The Italian Cultural Institute of San Francisco is showing some thirty paintings by Domenico Monteforte from June 10 to August 20. The landscapes featured are in oils, some even painted on musical scores of Puccini. Monteforte is friends with conductor Nicola Luisotti, this fact being the impetus for an exhibition in San Francisco.
Opera in Visual Art
In Act I of Three Decembers, we become acquainted with renowned stage actress Madeline Mitchell, and her two rather unhappy children.
In his Latin Quarter garret, Rodolfo contrives to hold the hand of Mimì. This is from Act I of La Bohème, naturally.
This is the sixth scene of Act II from L'elisir d'amore. The village girls have taken an interest in Nemorino, piquing the jealousy of Adina.
This is the fifth scene from Boris Godunov. Boris, portrayed by Samuel Ramey, has just thrown himself to the ground in an agressive manner.
This painting is on display until March 11th at Squat and Gobble in Lower Haight (237 Fillmore), along with several other cupcake opera paintings.
This is the finale of Act II from Idomeneo. In the background we have a looming, four-headed horse monster sent by Neptune.
Here we have Act II Scene 2 of Die Tote Stadt. Frank is singing about Marietta to the horrified Paul. I believe the person who sings the roles of Frank and Fritz has a very stressful quick costume change just after this scene.
Though the Fall portion of the San Francisco Opera season is half over, I'm still slowly working my way through an opera cupcake painting project based on what we've seen so far. This is a rendering of Act II Scene 2 of The Bonesetter's Daughter. Precious Cupcake was the most fun to paint, for obvious reasons.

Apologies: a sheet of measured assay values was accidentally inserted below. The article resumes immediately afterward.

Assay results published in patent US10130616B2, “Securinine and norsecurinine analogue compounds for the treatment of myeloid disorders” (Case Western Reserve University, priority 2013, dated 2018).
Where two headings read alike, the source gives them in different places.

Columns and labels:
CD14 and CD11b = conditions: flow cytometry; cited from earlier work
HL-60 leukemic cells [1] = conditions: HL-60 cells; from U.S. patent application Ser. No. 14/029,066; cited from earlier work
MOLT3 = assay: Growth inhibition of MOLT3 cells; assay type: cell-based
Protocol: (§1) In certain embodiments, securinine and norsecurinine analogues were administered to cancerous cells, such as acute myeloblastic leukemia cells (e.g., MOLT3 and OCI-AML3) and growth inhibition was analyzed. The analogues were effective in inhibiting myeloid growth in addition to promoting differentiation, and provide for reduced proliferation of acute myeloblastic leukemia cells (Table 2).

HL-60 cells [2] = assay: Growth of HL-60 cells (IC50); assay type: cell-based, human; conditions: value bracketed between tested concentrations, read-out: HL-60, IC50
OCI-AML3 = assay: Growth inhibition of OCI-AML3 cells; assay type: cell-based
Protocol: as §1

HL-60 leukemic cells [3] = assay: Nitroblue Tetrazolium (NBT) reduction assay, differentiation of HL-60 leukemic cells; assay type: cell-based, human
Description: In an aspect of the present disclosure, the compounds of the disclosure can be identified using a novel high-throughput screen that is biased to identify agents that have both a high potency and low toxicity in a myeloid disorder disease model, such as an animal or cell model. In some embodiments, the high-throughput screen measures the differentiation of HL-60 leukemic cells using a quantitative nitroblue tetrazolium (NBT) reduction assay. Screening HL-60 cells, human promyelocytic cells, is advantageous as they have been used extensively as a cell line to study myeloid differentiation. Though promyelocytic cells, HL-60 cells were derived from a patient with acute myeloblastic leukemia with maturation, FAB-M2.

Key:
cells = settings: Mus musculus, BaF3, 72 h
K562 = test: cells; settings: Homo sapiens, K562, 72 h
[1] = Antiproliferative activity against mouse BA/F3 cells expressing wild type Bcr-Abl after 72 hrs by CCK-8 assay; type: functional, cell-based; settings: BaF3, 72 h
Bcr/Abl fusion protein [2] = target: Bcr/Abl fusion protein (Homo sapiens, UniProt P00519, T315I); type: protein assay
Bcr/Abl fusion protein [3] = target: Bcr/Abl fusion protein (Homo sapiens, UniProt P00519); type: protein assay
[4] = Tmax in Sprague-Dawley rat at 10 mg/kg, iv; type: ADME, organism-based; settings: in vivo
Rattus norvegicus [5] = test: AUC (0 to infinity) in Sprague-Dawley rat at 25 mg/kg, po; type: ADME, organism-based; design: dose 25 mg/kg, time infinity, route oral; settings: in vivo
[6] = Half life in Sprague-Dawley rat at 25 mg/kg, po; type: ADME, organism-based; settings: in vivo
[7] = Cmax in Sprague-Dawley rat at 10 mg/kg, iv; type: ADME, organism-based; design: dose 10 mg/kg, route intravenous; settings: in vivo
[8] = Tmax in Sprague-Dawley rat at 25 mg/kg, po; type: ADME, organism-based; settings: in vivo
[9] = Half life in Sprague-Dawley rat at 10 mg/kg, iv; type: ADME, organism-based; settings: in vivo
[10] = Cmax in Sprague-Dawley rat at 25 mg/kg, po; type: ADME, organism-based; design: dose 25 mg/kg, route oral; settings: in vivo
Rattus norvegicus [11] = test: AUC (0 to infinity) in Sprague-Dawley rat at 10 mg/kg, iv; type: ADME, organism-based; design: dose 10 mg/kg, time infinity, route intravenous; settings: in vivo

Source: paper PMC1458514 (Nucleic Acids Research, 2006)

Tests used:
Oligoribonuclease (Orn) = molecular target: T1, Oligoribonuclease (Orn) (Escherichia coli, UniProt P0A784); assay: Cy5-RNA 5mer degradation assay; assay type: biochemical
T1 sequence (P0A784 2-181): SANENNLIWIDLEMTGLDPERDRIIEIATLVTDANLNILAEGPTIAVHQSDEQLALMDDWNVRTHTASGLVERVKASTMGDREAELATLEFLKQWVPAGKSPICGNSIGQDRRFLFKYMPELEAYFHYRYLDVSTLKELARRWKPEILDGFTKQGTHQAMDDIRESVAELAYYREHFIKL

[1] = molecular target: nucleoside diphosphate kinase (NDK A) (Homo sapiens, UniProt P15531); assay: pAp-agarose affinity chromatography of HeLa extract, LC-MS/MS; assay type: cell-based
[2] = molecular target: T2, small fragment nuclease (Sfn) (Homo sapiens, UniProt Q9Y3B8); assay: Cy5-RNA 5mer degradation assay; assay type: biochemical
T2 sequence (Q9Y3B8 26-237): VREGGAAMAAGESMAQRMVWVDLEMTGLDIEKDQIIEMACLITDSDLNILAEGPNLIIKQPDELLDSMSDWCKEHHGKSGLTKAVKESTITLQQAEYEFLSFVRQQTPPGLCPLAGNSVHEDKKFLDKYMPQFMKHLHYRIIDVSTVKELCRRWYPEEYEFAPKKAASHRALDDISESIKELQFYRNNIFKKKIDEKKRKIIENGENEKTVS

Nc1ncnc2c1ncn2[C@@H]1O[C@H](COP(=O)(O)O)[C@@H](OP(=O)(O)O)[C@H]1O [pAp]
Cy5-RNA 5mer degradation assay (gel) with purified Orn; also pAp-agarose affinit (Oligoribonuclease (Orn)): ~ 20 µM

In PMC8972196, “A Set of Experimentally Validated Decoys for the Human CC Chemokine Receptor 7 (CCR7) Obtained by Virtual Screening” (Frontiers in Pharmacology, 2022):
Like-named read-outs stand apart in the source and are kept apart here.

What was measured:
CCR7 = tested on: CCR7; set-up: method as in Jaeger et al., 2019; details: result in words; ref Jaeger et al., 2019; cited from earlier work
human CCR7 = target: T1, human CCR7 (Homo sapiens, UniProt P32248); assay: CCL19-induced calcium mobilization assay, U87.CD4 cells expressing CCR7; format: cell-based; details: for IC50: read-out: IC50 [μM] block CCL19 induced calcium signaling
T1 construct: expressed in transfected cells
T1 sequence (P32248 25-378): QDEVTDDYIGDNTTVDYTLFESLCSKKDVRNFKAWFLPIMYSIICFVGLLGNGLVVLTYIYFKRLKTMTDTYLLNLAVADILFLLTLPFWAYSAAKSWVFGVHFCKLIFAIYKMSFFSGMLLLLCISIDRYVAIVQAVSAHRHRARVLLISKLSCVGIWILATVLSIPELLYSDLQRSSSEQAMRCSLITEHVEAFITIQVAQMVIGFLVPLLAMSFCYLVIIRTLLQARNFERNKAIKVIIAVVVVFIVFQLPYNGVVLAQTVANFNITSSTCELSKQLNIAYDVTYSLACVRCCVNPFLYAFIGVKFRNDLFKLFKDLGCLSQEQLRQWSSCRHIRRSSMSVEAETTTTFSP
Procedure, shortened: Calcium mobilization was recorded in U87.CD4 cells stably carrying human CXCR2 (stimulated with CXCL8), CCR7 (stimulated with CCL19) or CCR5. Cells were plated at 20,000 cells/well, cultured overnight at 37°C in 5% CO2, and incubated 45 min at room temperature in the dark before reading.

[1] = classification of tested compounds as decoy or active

As threatened, I've finally gotten around to combining opera and cupcakes. This is a depiction of Act II Scene 2 of the Simon Boccanegra that opened the San Francisco Opera season. I'll have you know that it took longer to write out those few bars of music than to paint the rest of the scene here.
In the Loge, 1878
Mary Stevenson Cassatt, American, 1844–1926
81.28 x 66.04 cm (32 x 26 in.)
Oil on canvas
Museum of Fine Arts, Boston
I've never thought too much of Impressionism in general or Cassatt in particular, but this opera painting did catch my attention on a recent jaunt over to Boston. The painting compares favorably to Renoir's La Loge (1874), the woman in Cassatt's painting seems more self-possessed, her look less blank than the smiling one in Renoir. Of course, I'm partial, everyone knows I do like a nice hat.
I'm being kept quite busy with non-opera activities, so I present to you an opera painting from 2003. This acrylic on paper work was painted after I had gone to a performance of Händel's Serse at the Bavarian State Opera. It was one of the few times in Munich that I wasn't in standing room. The Königsloge is quite nice, the painting does not capture how shiny it is. This is one of the first paintings I had ever sold.
Pierre-Auguste Renoir's La Loge (1874) sold for more than twice the estimated price of 2.5-3.5 million pounds in London yesterday. The Guardian reports that the picture will be shown at the Courtauld Gallery after all.
A version of Pierre-Auguste Renoir's La Loge (1874) is going on auction at Sotheby's next Tuesday. A larger likeness of Nini and Edmond in a Paris Opera box exists at the at the Courtauld Gallery in London. Interestingly, a special exhibit there entitled "Renoir at the Theatre: Looking at La Loge" begins February 21 and runs until May 25, and they are hoping whomever purchases the small painting will lend it.
I have no memory of this picture at all, though I was at the Courtauld in 1999. The gallery is pleasingly tiny, but it is quite likely I did not even go into the Impressionism and Post-Impressionism rooms. What I remember best is the very fierce looking Fra Angelico Magdalene, flanking an Imago Pietatis.
Should you decide to go, do note that there is a £5 admission fee for adults, but that this covers the special exhibit.